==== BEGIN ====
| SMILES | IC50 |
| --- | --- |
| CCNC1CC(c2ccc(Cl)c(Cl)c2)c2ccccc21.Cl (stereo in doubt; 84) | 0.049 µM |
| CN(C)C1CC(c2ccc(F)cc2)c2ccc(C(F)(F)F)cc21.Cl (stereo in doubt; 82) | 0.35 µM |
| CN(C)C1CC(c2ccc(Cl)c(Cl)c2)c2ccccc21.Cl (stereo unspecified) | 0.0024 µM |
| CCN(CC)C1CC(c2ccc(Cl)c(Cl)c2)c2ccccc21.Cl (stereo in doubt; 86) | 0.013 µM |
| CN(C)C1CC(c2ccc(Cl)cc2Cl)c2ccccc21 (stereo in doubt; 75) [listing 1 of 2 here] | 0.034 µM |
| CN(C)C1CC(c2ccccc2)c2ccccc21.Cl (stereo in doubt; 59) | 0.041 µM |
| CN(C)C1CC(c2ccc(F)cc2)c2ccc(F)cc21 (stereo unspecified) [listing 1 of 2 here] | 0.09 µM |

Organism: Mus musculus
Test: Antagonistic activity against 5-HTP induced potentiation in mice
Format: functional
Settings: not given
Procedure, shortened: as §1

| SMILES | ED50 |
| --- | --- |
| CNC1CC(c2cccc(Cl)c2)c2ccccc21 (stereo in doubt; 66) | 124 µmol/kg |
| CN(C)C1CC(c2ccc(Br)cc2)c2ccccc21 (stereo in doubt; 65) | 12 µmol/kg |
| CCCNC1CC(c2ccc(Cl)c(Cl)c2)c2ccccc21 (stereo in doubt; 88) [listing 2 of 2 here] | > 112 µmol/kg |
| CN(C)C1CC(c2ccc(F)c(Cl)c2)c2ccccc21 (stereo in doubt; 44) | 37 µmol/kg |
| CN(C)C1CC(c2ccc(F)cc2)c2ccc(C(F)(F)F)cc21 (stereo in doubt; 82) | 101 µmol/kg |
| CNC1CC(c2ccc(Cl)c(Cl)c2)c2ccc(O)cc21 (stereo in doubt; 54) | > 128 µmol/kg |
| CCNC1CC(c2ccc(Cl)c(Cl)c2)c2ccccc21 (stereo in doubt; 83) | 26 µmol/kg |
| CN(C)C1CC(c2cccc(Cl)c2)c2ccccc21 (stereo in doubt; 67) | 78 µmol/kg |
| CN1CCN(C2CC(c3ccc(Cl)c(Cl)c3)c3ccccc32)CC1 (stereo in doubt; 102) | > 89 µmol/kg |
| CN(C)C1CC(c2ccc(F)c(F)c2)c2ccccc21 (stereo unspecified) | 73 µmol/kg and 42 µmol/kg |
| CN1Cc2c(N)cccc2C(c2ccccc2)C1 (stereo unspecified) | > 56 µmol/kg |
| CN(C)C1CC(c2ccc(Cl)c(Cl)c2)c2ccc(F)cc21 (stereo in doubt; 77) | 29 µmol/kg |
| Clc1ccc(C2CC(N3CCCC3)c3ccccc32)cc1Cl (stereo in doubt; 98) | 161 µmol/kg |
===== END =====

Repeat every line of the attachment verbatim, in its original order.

| SMILES | IC50 |
| --- | --- |
| CCNC1CC(c2ccc(Cl)c(Cl)c2)c2ccccc21.Cl (stereo in doubt; 84) | 0.049 µM |
| CN(C)C1CC(c2ccc(F)cc2)c2ccc(C(F)(F)F)cc21.Cl (stereo in doubt; 82) | 0.35 µM |
| CN(C)C1CC(c2ccc(Cl)c(Cl)c2)c2ccccc21.Cl (stereo unspecified) | 0.0024 µM |
| CCN(CC)C1CC(c2ccc(Cl)c(Cl)c2)c2ccccc21.Cl (stereo in doubt; 86) | 0.013 µM |
| CN(C)C1CC(c2ccc(Cl)cc2Cl)c2ccccc21 (stereo in doubt; 75) [listing 1 of 2 here] | 0.034 µM |
| CN(C)C1CC(c2ccccc2)c2ccccc21.Cl (stereo in doubt; 59) | 0.041 µM |
| CN(C)C1CC(c2ccc(F)cc2)c2ccc(F)cc21 (stereo unspecified) [listing 1 of 2 here] | 0.09 µM |

Organism: Mus musculus
Test: Antagonistic activity against 5-HTP induced potentiation in mice
Format: functional
Settings: not given
Procedure, shortened: as §1

| SMILES | ED50 |
| --- | --- |
| CNC1CC(c2cccc(Cl)c2)c2ccccc21 (stereo in doubt; 66) | 124 µmol/kg |
| CN(C)C1CC(c2ccc(Br)cc2)c2ccccc21 (stereo in doubt; 65) | 12 µmol/kg |
| CCCNC1CC(c2ccc(Cl)c(Cl)c2)c2ccccc21 (stereo in doubt; 88) [listing 2 of 2 here] | > 112 µmol/kg |
| CN(C)C1CC(c2ccc(F)c(Cl)c2)c2ccccc21 (stereo in doubt; 44) | 37 µmol/kg |
| CN(C)C1CC(c2ccc(F)cc2)c2ccc(C(F)(F)F)cc21 (stereo in doubt; 82) | 101 µmol/kg |
| CNC1CC(c2ccc(Cl)c(Cl)c2)c2ccc(O)cc21 (stereo in doubt; 54) | > 128 µmol/kg |
| CCNC1CC(c2ccc(Cl)c(Cl)c2)c2ccccc21 (stereo in doubt; 83) | 26 µmol/kg |
| CN(C)C1CC(c2cccc(Cl)c2)c2ccccc21 (stereo in doubt; 67) | 78 µmol/kg |
| CN1CCN(C2CC(c3ccc(Cl)c(Cl)c3)c3ccccc32)CC1 (stereo in doubt; 102) | > 89 µmol/kg |
| CN(C)C1CC(c2ccc(F)c(F)c2)c2ccccc21 (stereo unspecified) | 73 µmol/kg and 42 µmol/kg |
| CN1Cc2c(N)cccc2C(c2ccccc2)C1 (stereo unspecified) | > 56 µmol/kg |
| CN(C)C1CC(c2ccc(Cl)c(Cl)c2)c2ccc(F)cc21 (stereo in doubt; 77) | 29 µmol/kg |
| Clc1ccc(C2CC(N3CCCC3)c3ccccc32)cc1Cl (stereo in doubt; 98) | 161 µmol/kg |